Zona Arqueológica Palenque

Zona Arqueológica Palenque

Zona Arqueológica Palenque - The true name of the ancient city of Palenque is Lakamha, which translates as “Big Water”.

The true name of the ancient city of Palenque is Lakamha, which translates as “Big Water”.

While flying over Palenque, travelers see an abandoned city, a city that does not seem to ever have been inhabited by human beings. They see pyramids and plazas covered by wilderness over a thousand years ago. The even treetops embrace the pyramids, which show their moss-covered peaks.

Although, eventually, the archaeological zone took its name from the neighboring community founded towards the end of the 16th Century, Santo Domingo de Palenque. Palenque means “Stake” which refers to a wooden circle built to protect the site.

Palenque, declared a World Cultural Heritage of Humanity in 1987, was the most important city of the low western lands during the late Classic period. It reached its peak between 600 and 800 A.D.

It began to decline at the beginning of 900 A.D., and was eventually devoured by the jungle, until 1784, when José Antonio Calderón conducted the first official exploration of the site and, a year later, Antonio Bernasconi conducted a detailed study of its buildings.

Palenque Mayan Ruins and Archaeology

Zona Arqueológica Palenque Mexico

Palenque was, along with Tikal and Calakmul, one of the most powerful Classic Mayan cities. It was the seat of one of the most distinguished dynasties, which Pakal belonged to.

Very well preserved, the abundance of archaeological, architectural, pictorial, and written remains, among others, have made Palenque a required place for archaeologists to come and decipher the lines of Mayan writing and its cosmological tales.

It is also, from a monumental point of view, a landmark for Mayan culture, due to the quality of its architecture as well as the originality of its constructions.

Its original architecture include the tilted façades on the buildings upper parts and panels with stucco embossing.

It was one of the most important Mayan cities of the Classic period and today, it is a renowned archaeological zone thanks to its architecture, sculptures and the vast group of hieroglyphic inscriptions that tell us about its long and fruitful history.

The Temple of the Inscriptions, built in front of the Great Palace, is located in the upper part of a staggered pyramid. It has five entrances, an unusual trait in Mayan architecture.

It is actually a funeral temple filled with inscriptions that live up to its name, with a carved tile inside which leads to a stairway which, in turn, leads to a funeral chamber, located in the depths of the building.

Inside the mortuary chamber, which is seven meters high, there is a beautiful decoration and a richly carved sarcophagus containing the remains of Pakal II or K’inich Janahb Pakal II (Sun Shield Bird-Janahb), who lived between 603 and 683 A.D. and ruled for 67 years.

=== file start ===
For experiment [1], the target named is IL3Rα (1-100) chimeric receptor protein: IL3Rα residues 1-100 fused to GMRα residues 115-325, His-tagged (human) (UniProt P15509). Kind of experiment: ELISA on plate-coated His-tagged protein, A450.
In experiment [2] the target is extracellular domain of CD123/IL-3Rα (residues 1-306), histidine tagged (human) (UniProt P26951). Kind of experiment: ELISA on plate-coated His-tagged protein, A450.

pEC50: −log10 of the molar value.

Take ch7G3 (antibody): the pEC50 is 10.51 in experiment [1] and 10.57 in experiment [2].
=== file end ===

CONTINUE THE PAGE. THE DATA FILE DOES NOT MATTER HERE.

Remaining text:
The Palace, in front of the Temple of the Inscriptions, is more than just a building, it is a magnificent group of interconnected structures on an artificial terrace, which were built, remodeled, and modified over the course of four hundred years.

It is one of the most beautiful and complex structures of the Mayan World due to the diversity of its elements.

It consists of hallways, staggered bases, subterranean galleries, courtyards, panels with hieroglyphics and other sculptural elements, such as the Oval, which displays the enthronement of Pakal next to his mother Zac Kuk.

Alongside the Temple of the Inscriptions, stand the Temple of the Skull and the Red Queen Temple, laid over a wide platform; at the top, the buildings reveal the remnants of temples, which served as tombs for important people of the site’s dynasty.

The Cross Group consists of the Temple of the Cross, Temple of the Sun, and Temple of the Foliated Cross, three staggered pyramids with temples that commemorate the ascension to the throne, after the death of Pakal the Great and Lord Chan Bahlum II, displaying the new lord receiving greatness from the hands of his predecessor.

The Temple of the Sun is distinguishes for having the best preserved of all site cresting, which is over 4 meters high, and the panel of the Sun rests in its interior, carved in limestone. The Temple of the Cross is the tallest in the group.

The entrance to the premises is flanked by two carved tombstones that display two richly-dressed men, the first is the Jaguar-Serpent ruler and the second is an underworld deity.

The Temple of the Foliated Cross was built at the peak of a small hill. Its front façade and cresting have completely collapsed.

The North Group is located away from the plaza, to the north. It consists of five aligned buildings over the same base.

To the west, the Temple of the Count can be seen with its five-body base. At the peak is a small temple that retains a large part of its original architecture, except for the cresting. This is where several almost intact tombs with offerings were found.

Temple XIX, a throne decorated with two carved panels, is one of the most interesting structures in recent findings.

While on the site, a visit to the onsite museum is a must. The museum is named after the eminent archaeologist Alberto Ruz Lhuillier, who discovered the Tomb of Pakal II.

Carved tombstones, stucco and ceramic figures, incense holders, as well as obsidian, jade and seashell jewels can be appreciated -all these pieces are rescued objects from the Palenque archaeological zone.

In 2007 opened a replica of the burial chamber and the sarcophagus of Pakal, with the intention of safeguarding the original monument located in the Temple of the Inscriptions.

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